Responding to beef industry changes and consumer demand, the Certified Angus Beef LLC (CAB) board of directors on Sept. 7 voted to adjust Certified Angus Beef ® (CAB®) brand specifications.
In place of a longstanding Yield Grade (YG) 3.9 limit, the brand will use a more specific consistency requirement in the future. Finished cattle weights have increased steadily and beef fabrication styles have evolved in the 28 years since CAB was founded. The changes will address uniformity issues that technology has been unable to control.
The board voted to adopt a ribeye size bracket of 10 to 16 square inches and a carcass weight cap at less than 1,000 pounds (<1,000 lb.). It also instructed the CAB staff to investigate limits on external fat thickness to refine compositional consistency.
CAB staff will discuss the plans with its licensed packers, review existing research and conduct cutting tests before reporting to the Board with a final fat thickness recommendation.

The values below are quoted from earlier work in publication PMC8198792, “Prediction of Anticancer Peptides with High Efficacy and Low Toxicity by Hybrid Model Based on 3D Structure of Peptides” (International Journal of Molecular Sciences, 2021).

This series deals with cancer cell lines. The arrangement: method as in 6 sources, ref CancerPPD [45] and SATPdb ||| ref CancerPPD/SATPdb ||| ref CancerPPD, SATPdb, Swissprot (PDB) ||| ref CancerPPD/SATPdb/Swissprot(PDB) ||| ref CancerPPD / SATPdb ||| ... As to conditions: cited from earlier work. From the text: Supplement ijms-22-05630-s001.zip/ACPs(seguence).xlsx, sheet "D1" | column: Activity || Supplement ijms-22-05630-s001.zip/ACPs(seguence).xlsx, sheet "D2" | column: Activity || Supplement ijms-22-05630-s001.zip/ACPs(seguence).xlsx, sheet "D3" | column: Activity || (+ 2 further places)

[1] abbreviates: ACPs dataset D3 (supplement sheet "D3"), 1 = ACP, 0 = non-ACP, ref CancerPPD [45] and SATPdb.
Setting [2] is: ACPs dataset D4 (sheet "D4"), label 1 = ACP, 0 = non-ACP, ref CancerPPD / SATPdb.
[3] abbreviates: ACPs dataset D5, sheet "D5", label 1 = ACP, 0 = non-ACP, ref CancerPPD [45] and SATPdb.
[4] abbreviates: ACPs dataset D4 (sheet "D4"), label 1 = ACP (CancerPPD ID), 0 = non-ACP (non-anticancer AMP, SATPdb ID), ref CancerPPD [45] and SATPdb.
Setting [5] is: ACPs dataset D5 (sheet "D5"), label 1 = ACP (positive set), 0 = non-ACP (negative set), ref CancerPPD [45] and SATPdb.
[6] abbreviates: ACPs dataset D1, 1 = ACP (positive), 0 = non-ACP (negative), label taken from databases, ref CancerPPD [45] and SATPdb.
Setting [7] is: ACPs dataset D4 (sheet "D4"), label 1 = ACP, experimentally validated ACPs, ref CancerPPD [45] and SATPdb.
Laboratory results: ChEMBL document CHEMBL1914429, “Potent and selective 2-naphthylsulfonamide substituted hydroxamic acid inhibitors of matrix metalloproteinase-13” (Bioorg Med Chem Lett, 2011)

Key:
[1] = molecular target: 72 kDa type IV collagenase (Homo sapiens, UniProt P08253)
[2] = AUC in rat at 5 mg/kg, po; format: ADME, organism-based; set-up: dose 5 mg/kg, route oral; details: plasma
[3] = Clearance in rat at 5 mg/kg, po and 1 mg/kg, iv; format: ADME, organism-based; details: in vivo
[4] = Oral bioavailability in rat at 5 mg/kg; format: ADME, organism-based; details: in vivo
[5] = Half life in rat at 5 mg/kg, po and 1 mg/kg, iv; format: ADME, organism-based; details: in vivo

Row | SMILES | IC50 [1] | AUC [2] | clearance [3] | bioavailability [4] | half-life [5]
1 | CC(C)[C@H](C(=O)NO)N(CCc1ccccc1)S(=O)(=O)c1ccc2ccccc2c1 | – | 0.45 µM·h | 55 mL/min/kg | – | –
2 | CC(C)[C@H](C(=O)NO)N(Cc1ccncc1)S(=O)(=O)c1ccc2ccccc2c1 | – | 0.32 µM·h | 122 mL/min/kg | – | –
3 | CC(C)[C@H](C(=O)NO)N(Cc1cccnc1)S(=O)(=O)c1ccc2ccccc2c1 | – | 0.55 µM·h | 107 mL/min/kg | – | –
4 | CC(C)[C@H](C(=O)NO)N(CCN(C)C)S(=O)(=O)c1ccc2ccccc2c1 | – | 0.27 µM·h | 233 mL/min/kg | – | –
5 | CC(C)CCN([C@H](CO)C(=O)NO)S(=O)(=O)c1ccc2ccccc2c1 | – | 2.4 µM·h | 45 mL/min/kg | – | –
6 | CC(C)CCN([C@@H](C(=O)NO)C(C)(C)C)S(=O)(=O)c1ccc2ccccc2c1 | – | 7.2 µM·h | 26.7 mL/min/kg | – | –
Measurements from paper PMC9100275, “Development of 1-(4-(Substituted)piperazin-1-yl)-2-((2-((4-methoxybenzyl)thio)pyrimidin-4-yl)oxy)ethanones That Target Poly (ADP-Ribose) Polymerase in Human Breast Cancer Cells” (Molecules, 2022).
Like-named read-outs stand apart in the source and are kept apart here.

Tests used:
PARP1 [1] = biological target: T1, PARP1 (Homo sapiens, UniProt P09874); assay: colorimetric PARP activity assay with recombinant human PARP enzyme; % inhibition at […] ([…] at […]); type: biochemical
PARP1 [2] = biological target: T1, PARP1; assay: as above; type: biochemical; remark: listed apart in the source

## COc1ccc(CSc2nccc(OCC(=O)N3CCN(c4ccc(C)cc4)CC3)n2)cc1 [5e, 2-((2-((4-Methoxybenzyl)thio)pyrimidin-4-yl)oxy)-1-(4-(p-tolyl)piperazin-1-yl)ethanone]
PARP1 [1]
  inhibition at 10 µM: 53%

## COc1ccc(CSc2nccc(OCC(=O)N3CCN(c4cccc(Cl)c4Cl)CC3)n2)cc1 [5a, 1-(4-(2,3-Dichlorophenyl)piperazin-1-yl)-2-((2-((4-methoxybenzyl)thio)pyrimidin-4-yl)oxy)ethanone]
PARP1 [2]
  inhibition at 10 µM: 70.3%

Since 1978, the average weight of a
“Yield grade is a cutability indicator for the packer, but it does not give us the product size and weight consistency our licensed retailers and restaurant operators need,” said Riemann, who worked several years in the packing industry and as a meat scientist before coming to CAB.
The brand’s 2005 consist study of 26,700 carcasses at plants in four states found calculated YG 3 carcasses with a ribeye range of 6.9 to 19.0 square inches, and carcass weights of up to 1,169 lb.
“It makes sense to limit ribeye range and to control cut weights, as it does to investigate an appropriate fat thickness,” Riemann said. “The idea is to achieve better control over consistency than yield grade currently offers.”
The 2005 National Beef Quality Audit found the top concern of foodservice and retail customers (insufficient marbling) already met by the CAB brand. “This change would take aim at the next two on that list: cut weights too heavy and lack of uniformity,” said John Stika, CAB vice president for business development. As carcass weights increased over the years, the static YG formula required ever-larger ribeyes.